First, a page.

Photo by flickr user ...Ashish.. used under a Creative Commons license.
Hindi cinema, long dismissed by the West as melodrama with a soundtrack, is the largest film industry (by volume and global popularity) in the world. Those so inclined can laugh, cry, and swoon their way through three hours of lush scenery, arch comedy, and catchy music in theaters across Africa, Asia, the Middle East and the former Soviet Bloc, not to mention Canada, the UK, and the borough of Queens.
So why have so few Americans ever seen a Bollywood movie? If you're daunted by the prospect of sorting through 900 films per annum, consider this your beginner's guide to Bollywood.
Below, a 5-video cheat sheet of what to see first.
1) Chak De! India (2007): Chak De is Punjabi for "go for it," and this 2007 movie about the Indian National women's hockey team certainly has that spirit.
Synopsis: Once-great men's field hockey coach Gabbir Khan (Shah Rukh Khan) is determined to turn a rag-tag group of girls from all over India into a World Cup winning team. But language, class and communities divide them, and besides, who cares about a women's league? As feminist a film as you're likely to find, and a lot of fun.
Bonus: Nothing beats girls beating boys, except possibly the movie's title song. Chak De! was, for awhile, literally the catchiest tune in the world.
2) Dil Se (1998): Who says musicals can't be serious?
Synopsis: In this picture (scored by the epicly talented A.R. Rahman more than a decade before he won an Oscar and showed up in that video with the Pussycat Dolls), Shah Rukh Khan plays a reporter for All-India Radio sent to investigate attitudes about India's independence in a troubled region of the country. There, he meets Meghna (Manisha Koirala), a strange but beautiful enigma. And, it turns out, a terrorist. Priti Zinta also plays Khan's fiance.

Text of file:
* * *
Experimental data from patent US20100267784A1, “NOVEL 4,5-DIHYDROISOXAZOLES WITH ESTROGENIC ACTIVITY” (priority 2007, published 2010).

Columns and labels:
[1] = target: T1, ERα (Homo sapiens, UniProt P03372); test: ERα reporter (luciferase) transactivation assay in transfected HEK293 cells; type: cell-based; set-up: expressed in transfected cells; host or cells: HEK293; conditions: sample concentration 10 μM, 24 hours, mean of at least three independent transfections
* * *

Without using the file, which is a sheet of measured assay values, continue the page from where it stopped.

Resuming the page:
Bonus: The score. The song Chaiya Chaiya (below) is one of the most memorable (and stolen) of the decade. And yes, they're really dancing on a moving train.
3) Sholay (1975): They call this a Curry Western. Take one part John Wayne, two parts bromance, stir in the subaltern heros of the 1970s and the star power of Amitabh Bachchan, and you have Sholay, the most watched Bollywood movie of all time.
Synopsis: Jay (Bachchan) and Veeru (Dharmendra) are a couple of small-time crooks whose cunning and moral uprightness win them a special place in the heart of Thakur Baldev Singh, a local lawman who wants revenge against a gangster so mean, his name is still synonomys with evil.
Bonus: It's a tie, between Bollywood's most evil villian, Gabar Singh, and the loveable buddiness of Jay and Veeru, who were bromancing thirty years before it was an MTV show.
4)Dilwale Dulhania Le Jayenge (1995): If you can't pronounce Dilwale Dulhania Le Jayenge (To the Brave Goes the Bride), save yourself the trouble and ask for DDLJ. They'll know what you mean.
Synopsis: Set half in the UK and half in Punjab, the romantic comedy tells the story of Raj (Shah Rukh Khan), a nogoodnik with a heart of gold who falls head over heels for Simran (Kajul) on a school trip across the Continent. When her father finds out he packs her off to Punjab to get hitched, but Raj can't let go. What ensues has been played and replayed, danced and sung at every South Asian wedding since 1995.
Bonus: Khan and Kajul are the Richard Gere and Julia Roberts of India, and DDLJ is their Pretty Woman.
5) Deewar (1975): This is my favorite film, a throwback to a time when Hindi movies were political.
Synopsis: Deewar, which translates to "The Wall," is the story of two brothers whose father, a union organizer, is forced to capitulate to the bosses after his family is kidnapped and held ransom against his signature. Disgraced, daddy jumps town leaving mom and the kids to fend for themselves on the mean streets of Bombay. Older brother Vijay (Amitabh Bachchan) goes to work so that younger brother Ravi (Shashi Kapoor) can go to school. Flash forward and Ravi has distinguished himself as a cop and Vijay a feared gangster.
Bonus: Bollywood's best line—"Mere pas Maa hai" As the movie winds towards its terrible climax, Vijay demands to know what Ravi has gained from his upright life as a police officer. "Look, look what I have, and look what you have. I have buildings, property, a bank balance, bungalows. And you, what do you have?" To which Ravi replies "I have Mother."
Also Worth Watching:
Taare Zamine Par (2007)
Amar Akbar Anthony (1977)
Rab Ne Bana Di Jodi (2008)
Sree 420 (1954)
Mission Kashmir (2000)
In my recent rundown of the new M.I.A. album Kala, I said track four, "Jimmy," sounded like Boney M; turns out I was both way off and weirdly close. The track is in fact a spot-on cover of "Jimmy Jimmy Jimmy Aaja," by Parvati Khan and Mithun Chakravarty, off the soundtrack to the 1982 Bollywood musical "Disco Dancer." Actually, it pretty much sounds like...